There are three exhibitors at the Cycle & Leisure Show with go-carts on their stands. There are also heaps of snakeboards, motorized kickboards and inline skates. So will the bike shop of the future not be a bike shop at all?

Are you a bike shop or a leisure shop?

We’ve been here before, of course. In the late 70s every second bike shop seemed to be turning into a ‘wheels shop’, selling skateboards as well as bicycles.

The bike shop which embraces many of the non-bike wheeled offerings at the Cycle & Leisure Show would hardly be a bike shop any more.

This breadth of product is something that’s welcomed by David Hyde, the organiser of the Cycle & Leisure Show. In yesterday’s show newspaper he was quoted as saying:

"There has been a considerable increase of leisure style products within the cycle show…and this reflects the increasing range of products being sold by the cycle retail sector."

ACT president David Wilsher agreed:

"Cycle outlets need to diversify to increase turnover and compete effectively with the multiples. By increasing leisure sales we open up our shops to a wider consumer base."

What do other IBDs think?

"We’re better off doing what we know," believes Bob Mitchell of Bob Mitchell Cycles in Corby.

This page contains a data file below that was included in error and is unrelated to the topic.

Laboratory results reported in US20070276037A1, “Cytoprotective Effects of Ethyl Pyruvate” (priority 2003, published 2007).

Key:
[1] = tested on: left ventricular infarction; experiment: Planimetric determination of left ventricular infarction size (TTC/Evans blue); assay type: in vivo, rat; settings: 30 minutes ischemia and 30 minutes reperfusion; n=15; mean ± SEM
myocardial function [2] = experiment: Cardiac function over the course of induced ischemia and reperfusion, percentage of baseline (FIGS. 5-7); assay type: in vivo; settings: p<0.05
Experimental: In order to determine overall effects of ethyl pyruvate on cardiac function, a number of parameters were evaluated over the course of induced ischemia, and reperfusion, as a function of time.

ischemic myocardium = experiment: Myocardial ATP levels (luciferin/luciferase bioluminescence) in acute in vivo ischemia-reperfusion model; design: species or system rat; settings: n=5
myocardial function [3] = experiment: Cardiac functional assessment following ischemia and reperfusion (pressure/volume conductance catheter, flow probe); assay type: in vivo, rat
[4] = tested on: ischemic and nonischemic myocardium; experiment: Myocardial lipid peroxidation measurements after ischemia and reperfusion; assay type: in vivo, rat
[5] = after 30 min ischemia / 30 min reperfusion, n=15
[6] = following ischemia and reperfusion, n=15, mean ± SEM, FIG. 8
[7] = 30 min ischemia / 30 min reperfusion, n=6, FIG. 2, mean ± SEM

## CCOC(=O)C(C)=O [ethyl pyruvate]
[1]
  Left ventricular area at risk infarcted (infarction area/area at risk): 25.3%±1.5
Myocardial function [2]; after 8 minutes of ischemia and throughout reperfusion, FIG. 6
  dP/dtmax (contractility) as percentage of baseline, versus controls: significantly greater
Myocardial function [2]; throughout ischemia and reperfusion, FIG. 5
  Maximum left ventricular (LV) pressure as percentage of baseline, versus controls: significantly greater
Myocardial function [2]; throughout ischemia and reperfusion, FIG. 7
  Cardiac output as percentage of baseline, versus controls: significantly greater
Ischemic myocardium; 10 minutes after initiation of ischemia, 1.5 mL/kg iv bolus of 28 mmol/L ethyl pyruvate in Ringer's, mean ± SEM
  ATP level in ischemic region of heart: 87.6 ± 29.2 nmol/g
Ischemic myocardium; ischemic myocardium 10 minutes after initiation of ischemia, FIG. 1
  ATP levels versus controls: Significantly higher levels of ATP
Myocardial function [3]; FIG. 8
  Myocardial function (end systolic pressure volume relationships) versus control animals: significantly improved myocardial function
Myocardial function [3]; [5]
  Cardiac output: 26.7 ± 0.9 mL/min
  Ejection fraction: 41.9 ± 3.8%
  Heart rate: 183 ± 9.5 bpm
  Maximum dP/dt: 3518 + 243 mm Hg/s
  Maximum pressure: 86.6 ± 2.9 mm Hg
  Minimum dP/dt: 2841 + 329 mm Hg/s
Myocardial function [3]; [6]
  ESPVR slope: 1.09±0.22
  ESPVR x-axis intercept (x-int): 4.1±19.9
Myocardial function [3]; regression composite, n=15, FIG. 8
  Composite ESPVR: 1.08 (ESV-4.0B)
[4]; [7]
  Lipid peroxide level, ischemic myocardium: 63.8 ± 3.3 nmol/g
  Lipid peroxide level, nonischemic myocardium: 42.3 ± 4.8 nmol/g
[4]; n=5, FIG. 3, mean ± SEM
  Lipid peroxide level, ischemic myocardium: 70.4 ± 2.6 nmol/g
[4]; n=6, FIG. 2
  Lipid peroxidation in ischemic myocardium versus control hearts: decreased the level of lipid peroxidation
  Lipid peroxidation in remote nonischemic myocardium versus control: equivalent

"A decent bike shop is a specialist, it offers a service."

But many IBDs have already broadened out into skateboards and inline skates. Why?

"It brings kids in," says Brian Roberts-Phare of Devizes in Wiltshire. "They’re into anything extreme. Whatever’s different gets their attention. We change our stock with the trends."

Not bikes

Go carts seem to be a perfect fit for bike shops. They have tyres (not in sizes normally seen on bikes, mind) and you pedal ’em.

Autoculture Distribution, stand E42, come from the garden machinery trade and specialise in supplying independent retailers.

They have a range of 30 go-carts, 25 for kids, five for adults.

Mark Searle, business partner of Autoculture Distribution, told BikeBiz: "We’ve found that every bike retailer says they haven’t the space for this type of product. But from experience with our trial outlets, once they1ve made space and started selling the product they wouldn1t be without them."

"The beauty of the go-cart, as far as the bike shop1s concerned, is that they don’t compete with products already stocked."

Autoculture1s go-carts start at £199 for the cheapest kids go-cart and top-out at £699 for the Tornado adult go-cart with seven gears.

Board stiff

City Bug, importers of the Micro Skate Scooter, are launching their product to the cycle market through B1 bikes. The Scooter is currently being sold through the Gadget shop and duty free shops.

Dan Maker, MD of B1 bikes says the reaction has been amazing. He said "It’s created a real buzz on the new products stands. Eventually we’d like to see every cycle shop with one."

The Skate Scooter (£119) is leg powered whereas the Powerboard from Green Rocket is, er, powered. There1s one model at £549 with a choice of four colours.

In other news...

Leatt appoints Bastian Dietz and Dain Zaffke to focus on MTB market

Leatt, the head-to-toe protective gear brand, has announced that it is reinforcing its team with …